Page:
The lateral line organ is a mechanosensory organ of fish and amphibians that detects changes in water flow. The lateral line organ of zebrafish has been used as a model for cell polarity and collective cell migration as well as hair cell loss and regeneration. A combination of genetic tools and live imaging has allowed dissection of signaling pathways that regulate these processes. Here, we summarize recent findings on the roles of the FGF, Wnt/beta-catenin, and Notch pathways in the initial formation of the posterior lateral line primordium, as well as during organ patterning, migration, cell fate specification and hair cell regeneration.
- Regulation of the Longevity Response to Temperature by Thermosensory Neurons in Caenorhabditis elegans
- Current Biology 19(9):715-722 (2009)
Background Many ectotherms, including C. elegans, have shorter life spans at high temperature than at low temperature. High temperature is generally thought to increase the "rate of living" simply by increasing chemical reaction rates. In this study, we questioned this view and asked whether the temperature dependence of life span is subject to active regulation. Results We show that thermosensory neurons play a regulatory role in the temperature dependence of life span. Surprisingly, inhibiting the function of thermosensory neurons by mutation or laser ablation causes animals to have even shorter life spans at warm temperature. Thermosensory mutations shorten life span by decreasing expression of daf-9, a gene required for the synthesis of ligands that inhibit the DAF-12, a nuclear hormone receptor. The short life span of thermosensory mutants at warm temperature is completely suppressed by a daf-12(-) mutation. Conclusions Our data suggest that thermosensory neurons affect life span at warm temperature by changing the activity of a steroid-signaling pathway that affects longevity. We propose that this thermosensory system allows C. elegans to reduce the effect that warm temperature would otherwise have on processes that affect aging, something that warm-blooded animals do by controlling temperature itself.
- aPKC Phosphorylates Miranda to Polarize Fate Determinants during Neuroblast Asymmetric Cell Division
- Current Biology 19(9):723-729 (2009)
Background Asymmetric cell divisions generate daughter cells with distinct fates by polarizing fate determinants into separate cortical domains. Atypical protein kinase C (aPKC) is an evolutionarily conserved regulator of cell polarity. In Drosophila neuroblasts, apically restricted aPKC is required for segregation of neuronal differentiation factors such as Numb and Miranda to the basal cortical domain. Whereas Numb is polarized by direct aPKC phosphorylation, Miranda asymmetry is thought to occur via a complicated cascade of repressive interactions (aPKC −| Lgl −| myosin II −| Miranda). Results Here we provide biochemical, cellular, and genetic data showing that aPKC directly phosphorylates Miranda to exclude it from the cortex and that Lgl antagonizes this activity. Miranda is phosphorylated by aPKC at several sites in its cortical localization domain and phosphorylation is necessary and sufficient for cortical displacement, suggesting that the repressive-cascade model is incorrect. In investigating key results that led to this model, we found that Y-27632, a Rho kinase inhibitor used to implicate myosin II, efficiently inhibits aPKC. Lgl3A, a nonphosphorylatable Lgl variant used to implicate Lgl in this process, inhibits the formation of apical aPKC crescents in neuroblasts. Furthermore, Lgl directly inhibits aPKC kinase activity. Conclusions Miranda polarization during neuroblast asymmetric cell division occurs by displacement from the apical cortex by direct aPKC phosphorylation. Rather than mediating Miranda cortical displacement, Lgl instead promotes aPKC asymmetry by regulating its activity. The role of myosin II in neuroblast polarization, if any, is unknown.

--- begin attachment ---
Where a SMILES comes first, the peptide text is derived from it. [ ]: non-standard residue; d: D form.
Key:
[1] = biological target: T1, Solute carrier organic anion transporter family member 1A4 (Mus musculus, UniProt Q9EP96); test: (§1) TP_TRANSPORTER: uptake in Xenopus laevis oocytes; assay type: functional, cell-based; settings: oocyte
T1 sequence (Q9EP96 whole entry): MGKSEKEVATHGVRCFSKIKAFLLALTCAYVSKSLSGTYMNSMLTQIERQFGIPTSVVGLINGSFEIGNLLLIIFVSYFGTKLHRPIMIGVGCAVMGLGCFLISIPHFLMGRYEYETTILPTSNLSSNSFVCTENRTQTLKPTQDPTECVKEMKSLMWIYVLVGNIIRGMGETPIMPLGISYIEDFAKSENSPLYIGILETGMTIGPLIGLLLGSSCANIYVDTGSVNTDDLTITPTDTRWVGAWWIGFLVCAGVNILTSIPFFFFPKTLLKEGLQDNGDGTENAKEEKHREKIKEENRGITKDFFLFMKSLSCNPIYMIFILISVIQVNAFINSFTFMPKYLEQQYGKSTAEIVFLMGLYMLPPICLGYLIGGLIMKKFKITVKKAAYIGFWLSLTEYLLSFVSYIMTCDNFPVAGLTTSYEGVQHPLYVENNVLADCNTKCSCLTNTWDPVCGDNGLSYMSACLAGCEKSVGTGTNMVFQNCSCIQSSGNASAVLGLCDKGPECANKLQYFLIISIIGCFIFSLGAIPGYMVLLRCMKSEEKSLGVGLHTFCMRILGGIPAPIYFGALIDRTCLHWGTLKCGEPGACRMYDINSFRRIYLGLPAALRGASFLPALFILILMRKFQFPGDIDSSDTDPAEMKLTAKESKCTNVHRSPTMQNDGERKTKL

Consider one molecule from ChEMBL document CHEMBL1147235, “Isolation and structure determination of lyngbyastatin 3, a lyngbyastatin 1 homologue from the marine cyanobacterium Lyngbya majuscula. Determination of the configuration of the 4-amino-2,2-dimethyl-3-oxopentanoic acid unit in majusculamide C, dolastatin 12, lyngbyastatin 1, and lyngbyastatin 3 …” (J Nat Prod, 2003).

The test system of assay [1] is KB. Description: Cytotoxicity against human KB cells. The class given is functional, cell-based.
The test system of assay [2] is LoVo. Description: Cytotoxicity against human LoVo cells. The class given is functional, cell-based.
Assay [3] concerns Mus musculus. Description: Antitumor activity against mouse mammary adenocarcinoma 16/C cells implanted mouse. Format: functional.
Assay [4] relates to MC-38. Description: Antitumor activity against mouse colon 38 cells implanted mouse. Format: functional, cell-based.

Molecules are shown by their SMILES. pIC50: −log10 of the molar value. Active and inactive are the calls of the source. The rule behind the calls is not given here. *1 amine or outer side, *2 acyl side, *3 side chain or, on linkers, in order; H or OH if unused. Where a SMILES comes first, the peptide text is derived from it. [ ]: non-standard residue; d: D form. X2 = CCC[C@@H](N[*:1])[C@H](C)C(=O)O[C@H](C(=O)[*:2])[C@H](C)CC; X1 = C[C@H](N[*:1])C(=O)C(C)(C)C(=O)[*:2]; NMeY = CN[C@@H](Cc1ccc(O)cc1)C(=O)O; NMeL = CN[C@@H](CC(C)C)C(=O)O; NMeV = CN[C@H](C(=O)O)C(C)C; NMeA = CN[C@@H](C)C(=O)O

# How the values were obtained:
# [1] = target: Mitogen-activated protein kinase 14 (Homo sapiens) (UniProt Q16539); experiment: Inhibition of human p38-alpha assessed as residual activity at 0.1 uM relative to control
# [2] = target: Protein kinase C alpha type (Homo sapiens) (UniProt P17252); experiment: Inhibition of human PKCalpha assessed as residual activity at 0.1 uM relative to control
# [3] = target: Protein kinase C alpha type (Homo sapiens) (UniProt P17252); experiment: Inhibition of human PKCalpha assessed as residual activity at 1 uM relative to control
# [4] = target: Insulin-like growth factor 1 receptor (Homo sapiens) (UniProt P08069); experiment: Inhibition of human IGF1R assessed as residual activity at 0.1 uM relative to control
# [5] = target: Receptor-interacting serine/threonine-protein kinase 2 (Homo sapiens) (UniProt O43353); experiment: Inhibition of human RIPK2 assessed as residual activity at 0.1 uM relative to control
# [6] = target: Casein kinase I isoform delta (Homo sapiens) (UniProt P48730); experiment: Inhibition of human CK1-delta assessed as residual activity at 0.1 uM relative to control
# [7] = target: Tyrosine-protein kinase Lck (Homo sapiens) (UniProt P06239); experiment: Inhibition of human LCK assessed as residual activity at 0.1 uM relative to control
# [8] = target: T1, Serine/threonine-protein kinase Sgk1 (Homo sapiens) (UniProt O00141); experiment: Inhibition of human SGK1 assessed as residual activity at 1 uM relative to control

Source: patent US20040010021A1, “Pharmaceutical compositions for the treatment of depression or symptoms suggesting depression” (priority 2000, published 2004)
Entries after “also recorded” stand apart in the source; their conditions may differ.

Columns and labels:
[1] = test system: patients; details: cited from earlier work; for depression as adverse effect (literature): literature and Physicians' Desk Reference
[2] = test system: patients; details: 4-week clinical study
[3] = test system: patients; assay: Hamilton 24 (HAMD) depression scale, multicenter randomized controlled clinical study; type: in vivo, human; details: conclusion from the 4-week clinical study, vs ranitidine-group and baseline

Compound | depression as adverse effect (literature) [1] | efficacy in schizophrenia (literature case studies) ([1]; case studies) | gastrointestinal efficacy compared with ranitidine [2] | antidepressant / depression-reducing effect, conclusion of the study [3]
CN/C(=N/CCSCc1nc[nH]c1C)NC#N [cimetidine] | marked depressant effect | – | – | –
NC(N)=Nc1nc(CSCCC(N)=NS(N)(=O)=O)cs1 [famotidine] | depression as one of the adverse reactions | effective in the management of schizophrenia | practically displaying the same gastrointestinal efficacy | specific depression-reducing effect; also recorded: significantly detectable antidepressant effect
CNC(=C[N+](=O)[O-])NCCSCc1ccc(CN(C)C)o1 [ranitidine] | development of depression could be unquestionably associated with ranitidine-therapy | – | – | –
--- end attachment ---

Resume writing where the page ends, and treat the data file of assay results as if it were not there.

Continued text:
- Public Versus Personal Information for Mate Copying in an Invertebrate
- Current Biology 19(9):730-734 (2009)
Organisms require information to make decisions about fitness-affecting resources, such as mates. Animals may extract "personal information" about potential mates by observing their physical characteristics or extract additional "public information" by observing their mating performance . Mate copying by females , , ,  and  is a form of public information use that may reduce uncertainty about male quality, allowing more adaptive choices . Experimental studies have produced evidence that female mate copying occurs in several species of fish , birds ,  and , and mammals , including humans . We report the first evidence that a female invertebrate can exploit public information to select mates. In a first experiment, Drosophila melanogaster female prospectors increased their time in the attraction zones of poor-condition males, but not of good-condition males, after having observed them with a model female. This suggests that ! females appraised prospective mates by exploiting public information and did so mainly when it contrasted with personal information. In a second experiment, prospector females preferably mated with males of the color type they had previously observed copulating over males of the rejected color type, suggesting that female Drosophila can generalize socially learned information. The complexity of Drosophila decision-making suggests an unprecedented level of cognition in invertebrates. Our findings have implications for evolution given that socially learned mate preferences may lead to reproductive isolation, setting the stage for speciation .